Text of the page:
Cleaning Spring Cleaning Series

10 Tips For A Germ-Free Kid’s Room

Have you been rocking and rolling through this 8 Day Spring Cleaning Series? Or are you new here and jumping into the fun in the middle? Either way, you’re about to get hit smack in the face with my most-asked-about topic of all. Today’s all about tackling Spring Cleaning tasks in your kids’ rooms, and more specifically, how to keep their rooms healthy and germ-free[ish].

Spring Cleaning Binge Series: Day 6- Kid Spaces

How To Clean And Sanitize Kids’ Rooms

I’m about to be very blunt with you, girlfriend, because we’re friends and I try to keep it real. Ready? Kids are gross. There, I said it. And before you go gasping and raising eyebrows, you better check yourself because you know it’s true. They don’t think twice about smearing their macaroni and cheese hands on your upholstered dining chairs. And you always know where they are because of the cracker crumb trail like they’re in some kind of modern day Hansel and Gretel storybook.

So when it comes to their bedrooms and playrooms, I bet they’re dirtier than all of your bathrooms combined. From germs they picked up from yesterday’s playdate at the park to the shirt sleeves they used instead of a tissue, their rooms are pretty icky. Grab your cleaning gloves and let’s do some major sanitation work!

10 Tips For A Germ-Free Kid’s Room

1. Wash The Stuffed Animals and Dolls

Have you ever washed your kids’ stuffed animals before? No? Oh girl, you gotta get on that right now. Those little guys are what YOUR little guy cuddles with when he’s sick, and drags around everywhere he goes. All the germs your bathroom showers and washing machines remove from your kid are still hanging out on that favorite teddy bear. Are you cringing? No worries, here’s exactly how to wash them safely.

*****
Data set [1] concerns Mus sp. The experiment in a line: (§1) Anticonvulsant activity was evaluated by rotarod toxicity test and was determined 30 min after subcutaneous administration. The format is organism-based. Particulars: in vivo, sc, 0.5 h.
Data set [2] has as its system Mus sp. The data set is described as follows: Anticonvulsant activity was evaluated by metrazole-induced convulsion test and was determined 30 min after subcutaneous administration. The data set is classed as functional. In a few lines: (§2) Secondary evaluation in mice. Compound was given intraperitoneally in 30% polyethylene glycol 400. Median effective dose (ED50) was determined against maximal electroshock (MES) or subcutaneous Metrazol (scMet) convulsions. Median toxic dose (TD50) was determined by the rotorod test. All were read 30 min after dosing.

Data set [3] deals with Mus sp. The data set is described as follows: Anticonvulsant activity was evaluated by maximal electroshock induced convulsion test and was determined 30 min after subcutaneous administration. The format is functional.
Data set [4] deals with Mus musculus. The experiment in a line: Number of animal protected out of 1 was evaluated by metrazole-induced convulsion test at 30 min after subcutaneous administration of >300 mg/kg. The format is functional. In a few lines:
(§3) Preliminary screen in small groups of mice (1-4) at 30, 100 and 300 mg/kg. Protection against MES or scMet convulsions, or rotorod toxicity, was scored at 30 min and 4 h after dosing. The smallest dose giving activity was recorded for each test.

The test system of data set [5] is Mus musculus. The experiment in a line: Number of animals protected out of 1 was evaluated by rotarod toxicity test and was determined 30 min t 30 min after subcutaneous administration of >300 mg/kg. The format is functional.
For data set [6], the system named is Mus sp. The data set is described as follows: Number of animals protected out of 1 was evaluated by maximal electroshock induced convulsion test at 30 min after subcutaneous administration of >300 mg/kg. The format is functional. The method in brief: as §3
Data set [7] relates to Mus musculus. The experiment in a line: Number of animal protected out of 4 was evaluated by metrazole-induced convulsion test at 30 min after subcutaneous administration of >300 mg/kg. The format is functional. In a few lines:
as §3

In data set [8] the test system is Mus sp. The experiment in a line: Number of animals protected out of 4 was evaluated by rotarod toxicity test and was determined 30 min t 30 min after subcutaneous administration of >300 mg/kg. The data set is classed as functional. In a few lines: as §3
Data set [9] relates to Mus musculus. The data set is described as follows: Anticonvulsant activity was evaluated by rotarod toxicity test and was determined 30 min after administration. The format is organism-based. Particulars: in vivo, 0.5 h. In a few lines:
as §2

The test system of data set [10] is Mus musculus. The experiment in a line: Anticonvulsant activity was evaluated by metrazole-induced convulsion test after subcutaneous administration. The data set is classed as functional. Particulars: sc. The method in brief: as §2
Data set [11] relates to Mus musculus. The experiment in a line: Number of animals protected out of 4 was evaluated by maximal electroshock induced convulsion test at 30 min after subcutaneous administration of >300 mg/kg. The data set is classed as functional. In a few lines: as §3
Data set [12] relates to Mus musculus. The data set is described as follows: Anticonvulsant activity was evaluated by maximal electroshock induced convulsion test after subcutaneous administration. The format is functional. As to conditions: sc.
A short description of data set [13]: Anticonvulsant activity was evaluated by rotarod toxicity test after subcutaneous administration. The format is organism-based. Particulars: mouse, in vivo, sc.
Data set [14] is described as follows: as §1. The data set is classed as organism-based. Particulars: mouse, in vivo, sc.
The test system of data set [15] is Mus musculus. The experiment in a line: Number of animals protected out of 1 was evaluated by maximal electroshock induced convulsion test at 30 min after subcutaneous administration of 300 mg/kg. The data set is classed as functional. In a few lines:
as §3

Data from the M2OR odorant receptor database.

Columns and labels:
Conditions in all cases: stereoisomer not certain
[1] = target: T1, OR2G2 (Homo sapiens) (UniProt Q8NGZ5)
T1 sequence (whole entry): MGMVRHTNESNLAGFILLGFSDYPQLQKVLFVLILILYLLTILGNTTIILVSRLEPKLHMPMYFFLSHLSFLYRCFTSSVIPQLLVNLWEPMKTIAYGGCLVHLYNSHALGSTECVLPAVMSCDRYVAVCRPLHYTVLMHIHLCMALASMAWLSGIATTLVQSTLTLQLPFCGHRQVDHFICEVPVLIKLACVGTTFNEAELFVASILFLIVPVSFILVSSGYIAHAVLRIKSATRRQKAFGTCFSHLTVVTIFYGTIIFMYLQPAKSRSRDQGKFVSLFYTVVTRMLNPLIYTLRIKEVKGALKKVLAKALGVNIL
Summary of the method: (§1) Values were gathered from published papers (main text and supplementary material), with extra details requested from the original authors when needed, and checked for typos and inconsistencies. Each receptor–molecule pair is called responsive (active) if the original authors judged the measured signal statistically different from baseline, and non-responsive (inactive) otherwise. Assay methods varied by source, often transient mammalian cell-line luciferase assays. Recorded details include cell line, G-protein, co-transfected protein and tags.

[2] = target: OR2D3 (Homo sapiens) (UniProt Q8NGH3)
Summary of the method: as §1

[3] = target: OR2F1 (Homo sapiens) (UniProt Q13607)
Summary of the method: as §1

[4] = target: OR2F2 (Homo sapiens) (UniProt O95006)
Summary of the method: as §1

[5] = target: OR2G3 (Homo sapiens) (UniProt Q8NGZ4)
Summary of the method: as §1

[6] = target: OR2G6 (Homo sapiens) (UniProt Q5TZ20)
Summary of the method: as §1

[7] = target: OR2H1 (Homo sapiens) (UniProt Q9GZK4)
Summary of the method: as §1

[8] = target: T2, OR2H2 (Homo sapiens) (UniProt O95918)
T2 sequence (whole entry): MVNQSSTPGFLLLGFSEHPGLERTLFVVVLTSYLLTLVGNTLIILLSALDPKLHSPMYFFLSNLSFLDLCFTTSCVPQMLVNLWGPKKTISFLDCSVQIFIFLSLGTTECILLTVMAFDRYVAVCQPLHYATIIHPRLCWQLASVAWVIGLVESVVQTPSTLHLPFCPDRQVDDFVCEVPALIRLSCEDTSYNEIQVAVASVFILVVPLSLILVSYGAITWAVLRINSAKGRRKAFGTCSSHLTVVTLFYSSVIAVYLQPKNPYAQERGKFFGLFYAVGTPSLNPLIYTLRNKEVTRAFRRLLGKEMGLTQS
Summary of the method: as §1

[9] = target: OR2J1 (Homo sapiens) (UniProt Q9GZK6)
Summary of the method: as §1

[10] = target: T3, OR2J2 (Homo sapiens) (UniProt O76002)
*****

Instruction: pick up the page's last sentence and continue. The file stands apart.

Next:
2. Use Your Dishwasher

Legos, action figures, and small plastic toys can all be sanitized in the dishwasher. Just use your gentle cycle and make sure you contain them in a mesh bag like this one or a dishwasher-safe plastic basket like this. Those containers will keep any tiny pieces from getting into the bottom of your appliance or damaging any of the parts.

3. Focus On The Bed Area

This is where a lot of your deep-cleaning should happen. Put some extra extra extra work into cleaning the bedding, headboard, nightstand, and mattress cover (you should definitely be using a mattress cover, by the way). I guarantee you that your kid would admit to sticking boogers on all the stuff. #reallifemomproblems

4. Steam The Carpets

Did you know that just 10 square feet of carpet can have up to 35 ounces of dirt inside, even after you’ve already vacuumed it? Umm, ew, right? If you’ve got younger kids, they’re likely playing on that carpet every single day, and they’re probably rubbing their faces on it somehow. Now’s the perfect time to rent a steamer from your grocery store or buy an affordable one like this Bissel and get those carpets sanitized correctly.

5. Wash Their Trash Cans

Let me start by saying that every kid’s bedroom and playroom needs a trash can, preferably with a lid. And each trash can needs a bag inside, not just bare-bones for germs to cling onto. So if you’ve already got a can in there, give it a good wash in your shower. If you don’t have one yet, head to Target and grab one, then put your plastic Target shopping bag inside as a liner. Problem solved. Just don’t forget to wash it every few months.

big kid bedroom ideas

6. Refresh Paint